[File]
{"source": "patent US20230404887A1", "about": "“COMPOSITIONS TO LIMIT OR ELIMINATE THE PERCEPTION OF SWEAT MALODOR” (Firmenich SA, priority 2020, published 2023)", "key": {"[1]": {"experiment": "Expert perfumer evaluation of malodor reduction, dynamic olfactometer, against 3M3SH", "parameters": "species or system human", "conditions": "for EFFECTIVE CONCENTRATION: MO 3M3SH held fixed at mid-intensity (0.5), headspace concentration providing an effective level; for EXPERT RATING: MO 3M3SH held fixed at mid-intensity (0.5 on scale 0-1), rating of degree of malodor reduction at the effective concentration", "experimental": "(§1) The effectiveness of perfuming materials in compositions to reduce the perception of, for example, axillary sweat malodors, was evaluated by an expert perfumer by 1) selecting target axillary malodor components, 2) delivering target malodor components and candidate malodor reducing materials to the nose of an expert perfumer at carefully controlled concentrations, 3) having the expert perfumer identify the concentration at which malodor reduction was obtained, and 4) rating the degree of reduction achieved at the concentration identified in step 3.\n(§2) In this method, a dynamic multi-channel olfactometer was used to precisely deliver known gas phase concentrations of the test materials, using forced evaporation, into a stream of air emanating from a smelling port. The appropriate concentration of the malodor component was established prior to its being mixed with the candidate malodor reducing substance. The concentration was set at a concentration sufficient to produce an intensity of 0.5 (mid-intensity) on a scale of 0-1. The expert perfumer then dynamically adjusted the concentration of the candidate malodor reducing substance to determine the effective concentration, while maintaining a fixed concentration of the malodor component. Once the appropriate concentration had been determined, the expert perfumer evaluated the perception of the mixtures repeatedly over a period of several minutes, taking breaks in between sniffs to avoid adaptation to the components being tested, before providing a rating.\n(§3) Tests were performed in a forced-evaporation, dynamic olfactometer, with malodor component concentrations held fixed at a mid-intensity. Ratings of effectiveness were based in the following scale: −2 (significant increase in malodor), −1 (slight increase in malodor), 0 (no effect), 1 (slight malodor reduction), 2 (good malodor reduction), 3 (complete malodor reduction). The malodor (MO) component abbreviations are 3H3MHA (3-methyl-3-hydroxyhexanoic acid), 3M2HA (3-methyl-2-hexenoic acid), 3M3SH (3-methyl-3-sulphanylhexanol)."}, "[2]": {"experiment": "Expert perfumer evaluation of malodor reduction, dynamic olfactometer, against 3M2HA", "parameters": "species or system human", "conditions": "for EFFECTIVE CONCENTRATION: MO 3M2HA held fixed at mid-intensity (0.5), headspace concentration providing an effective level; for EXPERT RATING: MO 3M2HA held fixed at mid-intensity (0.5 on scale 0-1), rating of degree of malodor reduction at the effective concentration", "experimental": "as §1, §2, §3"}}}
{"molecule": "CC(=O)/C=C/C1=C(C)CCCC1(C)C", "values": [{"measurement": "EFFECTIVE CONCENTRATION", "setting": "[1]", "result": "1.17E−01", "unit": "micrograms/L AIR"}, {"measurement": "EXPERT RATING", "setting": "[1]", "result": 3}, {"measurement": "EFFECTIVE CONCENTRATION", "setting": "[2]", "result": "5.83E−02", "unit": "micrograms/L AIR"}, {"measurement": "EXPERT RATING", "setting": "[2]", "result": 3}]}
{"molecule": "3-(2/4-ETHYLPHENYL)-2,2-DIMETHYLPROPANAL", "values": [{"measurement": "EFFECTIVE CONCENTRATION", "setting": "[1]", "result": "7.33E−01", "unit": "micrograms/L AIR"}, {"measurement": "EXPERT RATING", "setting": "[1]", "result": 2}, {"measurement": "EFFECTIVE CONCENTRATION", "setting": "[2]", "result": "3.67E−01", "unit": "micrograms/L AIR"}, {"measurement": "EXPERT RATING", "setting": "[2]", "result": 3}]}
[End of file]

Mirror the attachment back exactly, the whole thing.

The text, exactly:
{"source": "patent US20230404887A1", "about": "“COMPOSITIONS TO LIMIT OR ELIMINATE THE PERCEPTION OF SWEAT MALODOR” (Firmenich SA, priority 2020, published 2023)", "key": {"[1]": {"experiment": "Expert perfumer evaluation of malodor reduction, dynamic olfactometer, against 3M3SH", "parameters": "species or system human", "conditions": "for EFFECTIVE CONCENTRATION: MO 3M3SH held fixed at mid-intensity (0.5), headspace concentration providing an effective level; for EXPERT RATING: MO 3M3SH held fixed at mid-intensity (0.5 on scale 0-1), rating of degree of malodor reduction at the effective concentration", "experimental": "(§1) The effectiveness of perfuming materials in compositions to reduce the perception of, for example, axillary sweat malodors, was evaluated by an expert perfumer by 1) selecting target axillary malodor components, 2) delivering target malodor components and candidate malodor reducing materials to the nose of an expert perfumer at carefully controlled concentrations, 3) having the expert perfumer identify the concentration at which malodor reduction was obtained, and 4) rating the degree of reduction achieved at the concentration identified in step 3.\n(§2) In this method, a dynamic multi-channel olfactometer was used to precisely deliver known gas phase concentrations of the test materials, using forced evaporation, into a stream of air emanating from a smelling port. The appropriate concentration of the malodor component was established prior to its being mixed with the candidate malodor reducing substance. The concentration was set at a concentration sufficient to produce an intensity of 0.5 (mid-intensity) on a scale of 0-1. The expert perfumer then dynamically adjusted the concentration of the candidate malodor reducing substance to determine the effective concentration, while maintaining a fixed concentration of the malodor component. Once the appropriate concentration had been determined, the expert perfumer evaluated the perception of the mixtures repeatedly over a period of several minutes, taking breaks in between sniffs to avoid adaptation to the components being tested, before providing a rating.\n(§3) Tests were performed in a forced-evaporation, dynamic olfactometer, with malodor component concentrations held fixed at a mid-intensity. Ratings of effectiveness were based in the following scale: −2 (significant increase in malodor), −1 (slight increase in malodor), 0 (no effect), 1 (slight malodor reduction), 2 (good malodor reduction), 3 (complete malodor reduction). The malodor (MO) component abbreviations are 3H3MHA (3-methyl-3-hydroxyhexanoic acid), 3M2HA (3-methyl-2-hexenoic acid), 3M3SH (3-methyl-3-sulphanylhexanol)."}, "[2]": {"experiment": "Expert perfumer evaluation of malodor reduction, dynamic olfactometer, against 3M2HA", "parameters": "species or system human", "conditions": "for EFFECTIVE CONCENTRATION: MO 3M2HA held fixed at mid-intensity (0.5), headspace concentration providing an effective level; for EXPERT RATING: MO 3M2HA held fixed at mid-intensity (0.5 on scale 0-1), rating of degree of malodor reduction at the effective concentration", "experimental": "as §1, §2, §3"}}}
{"molecule": "CC(=O)/C=C/C1=C(C)CCCC1(C)C", "values": [{"measurement": "EFFECTIVE CONCENTRATION", "setting": "[1]", "result": "1.17E−01", "unit": "micrograms/L AIR"}, {"measurement": "EXPERT RATING", "setting": "[1]", "result": 3}, {"measurement": "EFFECTIVE CONCENTRATION", "setting": "[2]", "result": "5.83E−02", "unit": "micrograms/L AIR"}, {"measurement": "EXPERT RATING", "setting": "[2]", "result": 3}]}
{"molecule": "3-(2/4-ETHYLPHENYL)-2,2-DIMETHYLPROPANAL", "values": [{"measurement": "EFFECTIVE CONCENTRATION", "setting": "[1]", "result": "7.33E−01", "unit": "micrograms/L AIR"}, {"measurement": "EXPERT RATING", "setting": "[1]", "result": 2}, {"measurement": "EFFECTIVE CONCENTRATION", "setting": "[2]", "result": "3.67E−01", "unit": "micrograms/L AIR"}, {"measurement": "EXPERT RATING", "setting": "[2]", "result": 3}]}